Where is the evidence? This is the question that is repeatedly being asked by Ross Berries in lieu of the seizure of blueberry shipments to the European Union by Dutch authorities, as unlawfully requested by United Exports.
Instead of United Exports instituting legal proceedings in Holland to prove that the seizure of Ross Berries’ fruit holds any merits, United Exports has asked for a ten-day extension from the Dutch Customs Authority, knowing that the 26 tons of blueberries have a limited shelf life.
United Exports missed the 9 November deadline to provide evidence in the case in which it claims Ross Berries exported the blueberries without a licence. The question remains: If United Exports had reason to stop the shipments in the first place, why can they now not produce the evidence in court? The answer is that this is simply bullying tactics by a global company that seeks to use its clout to squash farmers.
It is expected that United Exports will continue to delay the adjudication of the validity of its more than 15 varieties sold to farmers in South Africa.
Furthermore, Ross Berries has done everything we can to reach an amicable agreement. We even went so far to offer that if the berries can be released and sold, the income could be placed into a trust account until the dispute is resolved. United Exports declined the offer. This leaves us with the only conclusion that this is malicious prosecution.
Ross Berries maintain actions are not unlawful
Ross Berries unequivocally states that we have not conducted ourselves unlawfully in respect of any of the OzBlu® varieties and have acted on the advice of our extended legal team. To the contrary, the seizure of the blueberries by the Dutch Customs Authority was unlawful. Moreover, it was nothing other than an attempt by United Exports to intimidate blueberry growers and exporters in South Africa with a view to controlling the blueberry market in South Africa.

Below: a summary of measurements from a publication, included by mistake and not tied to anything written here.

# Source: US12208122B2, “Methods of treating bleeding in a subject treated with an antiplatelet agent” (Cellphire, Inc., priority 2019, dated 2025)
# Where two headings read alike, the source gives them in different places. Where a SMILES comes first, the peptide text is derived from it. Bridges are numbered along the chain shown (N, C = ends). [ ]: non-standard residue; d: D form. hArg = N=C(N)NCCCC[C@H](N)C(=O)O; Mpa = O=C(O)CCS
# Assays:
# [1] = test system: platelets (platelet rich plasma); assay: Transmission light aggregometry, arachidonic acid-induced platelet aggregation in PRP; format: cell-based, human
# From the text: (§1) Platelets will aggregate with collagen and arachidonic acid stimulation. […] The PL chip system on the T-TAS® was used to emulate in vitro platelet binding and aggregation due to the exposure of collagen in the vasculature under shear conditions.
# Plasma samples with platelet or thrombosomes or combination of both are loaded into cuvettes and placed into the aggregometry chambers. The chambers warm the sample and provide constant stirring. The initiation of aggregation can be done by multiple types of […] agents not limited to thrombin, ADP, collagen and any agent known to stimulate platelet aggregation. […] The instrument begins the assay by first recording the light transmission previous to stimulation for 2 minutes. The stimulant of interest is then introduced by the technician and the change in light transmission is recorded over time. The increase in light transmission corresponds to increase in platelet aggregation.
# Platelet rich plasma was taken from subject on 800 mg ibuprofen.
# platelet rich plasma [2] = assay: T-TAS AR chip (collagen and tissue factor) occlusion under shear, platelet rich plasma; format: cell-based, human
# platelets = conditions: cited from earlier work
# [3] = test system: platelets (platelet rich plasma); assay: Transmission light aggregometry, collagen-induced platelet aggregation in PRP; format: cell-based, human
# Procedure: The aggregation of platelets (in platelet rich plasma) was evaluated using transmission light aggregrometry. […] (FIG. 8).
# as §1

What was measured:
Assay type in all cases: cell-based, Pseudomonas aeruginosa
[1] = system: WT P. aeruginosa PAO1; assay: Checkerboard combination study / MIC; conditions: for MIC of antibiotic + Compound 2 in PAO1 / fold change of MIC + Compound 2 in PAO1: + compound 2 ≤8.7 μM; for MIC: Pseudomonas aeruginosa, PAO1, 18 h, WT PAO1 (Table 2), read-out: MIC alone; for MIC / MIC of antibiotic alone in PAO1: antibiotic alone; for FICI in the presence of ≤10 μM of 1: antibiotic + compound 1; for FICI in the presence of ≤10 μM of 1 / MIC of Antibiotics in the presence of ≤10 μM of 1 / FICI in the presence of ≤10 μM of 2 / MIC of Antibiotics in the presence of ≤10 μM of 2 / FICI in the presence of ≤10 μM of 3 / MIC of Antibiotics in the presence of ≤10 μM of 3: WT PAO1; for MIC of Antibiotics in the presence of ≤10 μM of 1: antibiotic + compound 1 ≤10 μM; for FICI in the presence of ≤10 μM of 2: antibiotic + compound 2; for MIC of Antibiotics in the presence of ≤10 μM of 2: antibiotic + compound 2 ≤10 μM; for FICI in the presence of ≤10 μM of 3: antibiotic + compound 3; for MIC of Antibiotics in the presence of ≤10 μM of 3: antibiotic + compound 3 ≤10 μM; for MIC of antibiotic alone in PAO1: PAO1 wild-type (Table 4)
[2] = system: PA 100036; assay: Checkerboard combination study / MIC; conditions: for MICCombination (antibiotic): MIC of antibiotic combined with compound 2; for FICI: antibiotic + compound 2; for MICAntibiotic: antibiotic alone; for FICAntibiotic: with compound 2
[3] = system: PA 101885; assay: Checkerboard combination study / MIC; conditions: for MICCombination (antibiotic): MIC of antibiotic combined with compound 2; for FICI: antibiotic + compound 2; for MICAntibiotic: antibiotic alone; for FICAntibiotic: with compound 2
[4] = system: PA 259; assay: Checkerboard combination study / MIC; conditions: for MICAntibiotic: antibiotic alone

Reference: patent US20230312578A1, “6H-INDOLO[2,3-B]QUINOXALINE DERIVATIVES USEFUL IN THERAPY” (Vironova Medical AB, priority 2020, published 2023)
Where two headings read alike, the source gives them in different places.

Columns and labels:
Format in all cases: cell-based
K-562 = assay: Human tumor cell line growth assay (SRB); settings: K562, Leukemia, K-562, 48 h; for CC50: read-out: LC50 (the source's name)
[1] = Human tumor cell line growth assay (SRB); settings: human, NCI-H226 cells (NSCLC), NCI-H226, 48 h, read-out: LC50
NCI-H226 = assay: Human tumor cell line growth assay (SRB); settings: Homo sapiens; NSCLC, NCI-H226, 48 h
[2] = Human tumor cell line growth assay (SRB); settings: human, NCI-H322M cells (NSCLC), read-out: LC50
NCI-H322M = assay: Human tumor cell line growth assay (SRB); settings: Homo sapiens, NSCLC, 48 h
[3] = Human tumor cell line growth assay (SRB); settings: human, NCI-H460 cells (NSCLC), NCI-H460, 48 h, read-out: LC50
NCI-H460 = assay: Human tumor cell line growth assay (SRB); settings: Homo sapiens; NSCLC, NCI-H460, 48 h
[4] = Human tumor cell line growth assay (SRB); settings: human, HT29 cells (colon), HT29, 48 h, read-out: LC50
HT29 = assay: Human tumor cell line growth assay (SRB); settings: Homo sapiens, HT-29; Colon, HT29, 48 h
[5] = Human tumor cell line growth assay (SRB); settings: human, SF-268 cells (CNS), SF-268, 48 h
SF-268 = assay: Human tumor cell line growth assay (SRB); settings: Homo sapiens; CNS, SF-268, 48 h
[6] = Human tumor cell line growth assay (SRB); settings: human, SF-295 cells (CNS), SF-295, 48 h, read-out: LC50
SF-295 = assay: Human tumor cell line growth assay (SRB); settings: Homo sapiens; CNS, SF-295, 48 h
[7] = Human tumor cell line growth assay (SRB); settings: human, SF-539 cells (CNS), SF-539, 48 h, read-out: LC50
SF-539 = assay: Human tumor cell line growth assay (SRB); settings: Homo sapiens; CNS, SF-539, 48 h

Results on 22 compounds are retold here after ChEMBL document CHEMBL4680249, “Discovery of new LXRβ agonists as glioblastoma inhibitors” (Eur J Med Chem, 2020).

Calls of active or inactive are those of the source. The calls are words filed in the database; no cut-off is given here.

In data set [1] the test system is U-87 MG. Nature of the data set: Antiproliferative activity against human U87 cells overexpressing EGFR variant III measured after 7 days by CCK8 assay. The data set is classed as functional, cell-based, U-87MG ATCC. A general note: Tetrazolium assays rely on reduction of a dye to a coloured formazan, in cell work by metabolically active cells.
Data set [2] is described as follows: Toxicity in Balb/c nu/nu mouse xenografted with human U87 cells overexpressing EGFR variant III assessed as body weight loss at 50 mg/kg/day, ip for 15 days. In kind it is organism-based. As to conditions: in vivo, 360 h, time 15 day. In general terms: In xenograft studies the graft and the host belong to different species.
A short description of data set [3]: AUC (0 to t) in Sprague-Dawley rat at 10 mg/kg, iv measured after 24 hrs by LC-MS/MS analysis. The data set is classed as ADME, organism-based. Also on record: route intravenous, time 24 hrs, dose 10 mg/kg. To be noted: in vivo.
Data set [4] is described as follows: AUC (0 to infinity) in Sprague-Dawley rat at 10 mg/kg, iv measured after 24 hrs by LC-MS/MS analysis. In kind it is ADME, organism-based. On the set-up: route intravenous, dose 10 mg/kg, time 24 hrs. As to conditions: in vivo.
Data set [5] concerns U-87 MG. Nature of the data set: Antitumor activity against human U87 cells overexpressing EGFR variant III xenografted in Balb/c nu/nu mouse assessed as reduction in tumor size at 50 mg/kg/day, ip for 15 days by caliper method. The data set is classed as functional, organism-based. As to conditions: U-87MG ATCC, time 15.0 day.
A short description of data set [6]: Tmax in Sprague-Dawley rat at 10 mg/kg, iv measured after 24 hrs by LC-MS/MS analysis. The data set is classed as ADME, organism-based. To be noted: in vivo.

Ross Berries has taken a stand against the company and is supported by numerous other farmers facing financial ruin due to the nefarious behaviour of United Exports. Thousands of jobs and millions of rands of investment in rural South African economies are at stake. In addition, the success of the blueberry industry is crucial to decreasing unemployment and bolstering rural communities.
The agricultural industry, especially those that are big employers, cannot grow if farmers are subjected to these malpractices in the fruit industry. How does one make the investments so desperately needed in our economy if we can be bullied so easily?
Investigation into United Exports by APAC and FPEF
The dubious nature of United Exports is further underscored by investigations by the Agricultural Produce Agents Council (APAC) and the Fresh Produce Exporter’s Forum (FPEF). Lawfully, when fruit is sold by a third party, proof of prices paid for the products are provided to the farm, ensuring a transparent sales process. This is not the case with United Exports and to date all queries for such documents have gone unanswered.
The investigation by APAC also considers the non-disclosure by United Exports to their producers of their competing interests. In addition, it includes the allegation that their standard lease and marketing agreements contravenes competition legislation.
Furthermore, United Exports operates as an exporter and producer, all within the same company. This goes against competitive behaviour as they are granting themselves an internal unfair advantage over farmers who are contracted to them. They have also transgressed the Plant Breeders Act by claiming that the law gives them more rights than it does.
Ross Berries believes in transparency and abiding by the law. We will not stand by while the blueberry industry is destroyed, and with it the livelihoods of farmers, farm workers and their families. This issue has a ripple effect on the whole fruit industry. – Press release, Ross Berries